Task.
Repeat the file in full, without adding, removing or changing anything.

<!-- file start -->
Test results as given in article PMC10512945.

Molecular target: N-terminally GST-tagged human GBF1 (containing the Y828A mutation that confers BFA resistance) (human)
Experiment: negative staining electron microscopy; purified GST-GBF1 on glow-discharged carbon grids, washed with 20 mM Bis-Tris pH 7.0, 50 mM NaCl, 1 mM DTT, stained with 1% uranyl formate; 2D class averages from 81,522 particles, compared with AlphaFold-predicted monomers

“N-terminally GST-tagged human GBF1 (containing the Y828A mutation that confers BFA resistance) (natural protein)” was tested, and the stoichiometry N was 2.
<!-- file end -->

Test results as given in article PMC10512945.

Molecular target: N-terminally GST-tagged human GBF1 (containing the Y828A mutation that confers BFA resistance) (human)
Experiment: negative staining electron microscopy; purified GST-GBF1 on glow-discharged carbon grids, washed with 20 mM Bis-Tris pH 7.0, 50 mM NaCl, 1 mM DTT, stained with 1% uranyl formate; 2D class averages from 81,522 particles, compared with AlphaFold-predicted monomers

“N-terminally GST-tagged human GBF1 (containing the Y828A mutation that confers BFA resistance) (natural protein)” was tested, and the stoichiometry N was 2.